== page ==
- The Washington Times - Saturday, February 10, 2007


By John Newhouse

Alfred A. Knopf, $26.95, 255pages


I confess a preference for the old American business model where both executives and shop floor workers had a close personal identification with the products they made. This was before corporatists like General Electric’s Jack Welch began to preach that one should not get too close to products, indeed should be able to make anything, but most of all to make a profit.

Among my joys as a business reporter was having Goodyear CEO Charles Pilliod shoulder a tire stamper aside from his machine to show me just how one seated the steel belt on a radial tire; that’s where he had started. I once passed tools to Detroit auto legend Semon “Bunkie” Knudsen while he tuned his car in his home garage.

Then there was Boeing chairman, legendary Thornton (aka “T”) Wilson, who interrupted an interview to drag me up a flight of stairs to the roof of the old headquarters at Boeing Field in downtown Seattle to watch an experimental variation of their breakthrough jumbo model 747 make a maiden takeoff. “Come on, baby,” he cheered. “Get up there! Get up, damnit!”

Wilson’s ghost is one of the characters in John Newhouse’s tale of how Boeing triumphed over its two American competitors — McDonnell Douglas and Lockheed — only to lose its way in the 1990s to an ungainly contraption that was part European envy and statist jobs creation known as Airbus.

These days the tables have clearly turned, and Mr. Newhouse tells a compelling story of how Boeing fought its way back and today sits upon a precarious advantage over its European Community rival that could last a full decade — or perhaps just a few years. Mr. Newhouse brings several advantages to the task. His smoothly accessible writing style was honed through nearly 20 years of writing on foreign policy for the New Yorker.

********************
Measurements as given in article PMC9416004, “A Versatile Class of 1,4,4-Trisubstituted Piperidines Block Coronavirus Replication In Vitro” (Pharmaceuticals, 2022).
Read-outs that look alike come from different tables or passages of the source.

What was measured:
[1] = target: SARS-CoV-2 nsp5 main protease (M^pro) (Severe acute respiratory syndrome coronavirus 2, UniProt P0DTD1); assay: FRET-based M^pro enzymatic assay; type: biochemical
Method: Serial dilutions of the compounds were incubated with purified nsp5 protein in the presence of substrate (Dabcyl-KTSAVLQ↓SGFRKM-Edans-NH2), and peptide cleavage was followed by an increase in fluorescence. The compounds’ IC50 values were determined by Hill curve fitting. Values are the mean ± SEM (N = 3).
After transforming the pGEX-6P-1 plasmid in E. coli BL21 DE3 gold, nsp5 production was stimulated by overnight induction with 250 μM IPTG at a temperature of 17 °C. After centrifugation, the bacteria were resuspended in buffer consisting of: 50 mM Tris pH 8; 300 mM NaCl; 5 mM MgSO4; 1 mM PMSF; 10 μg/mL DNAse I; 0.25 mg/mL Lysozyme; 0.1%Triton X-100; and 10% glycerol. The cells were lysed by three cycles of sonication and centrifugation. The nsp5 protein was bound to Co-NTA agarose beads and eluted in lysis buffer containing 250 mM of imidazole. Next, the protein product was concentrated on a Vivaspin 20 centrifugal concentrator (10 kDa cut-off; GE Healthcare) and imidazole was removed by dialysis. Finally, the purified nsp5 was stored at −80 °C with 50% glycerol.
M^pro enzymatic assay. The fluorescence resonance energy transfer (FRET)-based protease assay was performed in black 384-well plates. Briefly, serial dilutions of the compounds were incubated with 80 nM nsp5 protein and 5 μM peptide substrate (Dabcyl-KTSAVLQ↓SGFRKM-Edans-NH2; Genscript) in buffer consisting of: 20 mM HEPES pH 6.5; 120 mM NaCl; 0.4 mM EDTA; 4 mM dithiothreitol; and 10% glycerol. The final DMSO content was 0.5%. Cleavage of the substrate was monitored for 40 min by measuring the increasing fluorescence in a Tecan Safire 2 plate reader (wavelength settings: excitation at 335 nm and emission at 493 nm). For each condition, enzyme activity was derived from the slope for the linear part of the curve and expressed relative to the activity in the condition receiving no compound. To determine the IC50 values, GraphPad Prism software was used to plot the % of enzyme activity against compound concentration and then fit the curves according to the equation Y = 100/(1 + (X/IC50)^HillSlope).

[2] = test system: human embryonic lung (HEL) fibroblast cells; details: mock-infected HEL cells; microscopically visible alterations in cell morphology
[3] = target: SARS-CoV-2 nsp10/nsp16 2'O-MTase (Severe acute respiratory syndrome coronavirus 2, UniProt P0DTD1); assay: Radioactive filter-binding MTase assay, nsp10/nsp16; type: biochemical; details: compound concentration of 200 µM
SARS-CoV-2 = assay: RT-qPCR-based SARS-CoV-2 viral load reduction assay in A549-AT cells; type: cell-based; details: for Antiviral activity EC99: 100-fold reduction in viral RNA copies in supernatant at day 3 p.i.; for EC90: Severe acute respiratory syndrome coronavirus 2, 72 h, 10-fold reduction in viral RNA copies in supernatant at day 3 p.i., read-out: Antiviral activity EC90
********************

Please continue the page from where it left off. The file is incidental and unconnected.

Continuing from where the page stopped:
He has a deep knowledge of transatlantic politics and the aerospace industry learned from a second career in arms control and disarmament diplomacy and from his 1982 book on the early race for big jet development, “The Sporty Game.”

“Boeing versus Airbus” is more than a business adventure story. Mr. Newhouse gives us a tutorial on a number of important issues that affect all participants in the global marketplace. One such is the acceleration of change and the pressure to make high-risk decisions that bring either very short-term advantages or very long-term penalties.

Plane makers make planes to sell to airlines whose traditional mantra was to carry more passengers more revenue miles more quickly. This held true in an era when there were a few national flag-carriers who dominated the international routes and whose passengers were upscale, comfort seekers.

The fairly recent hub-and-spoke plan that funneled passengers from smaller airports to central major airports plane changes was a bid by the big carriers to capture regional passengers keep their big planes filled to farther a-field destinations. Now that appears to be changing as a new generation of airlines, the new cheaper carriers who fly direct point-to-point routes, are thriving in burgeoning economy-minded markets in Asia, Europe, the Mid-east, and Mid-America.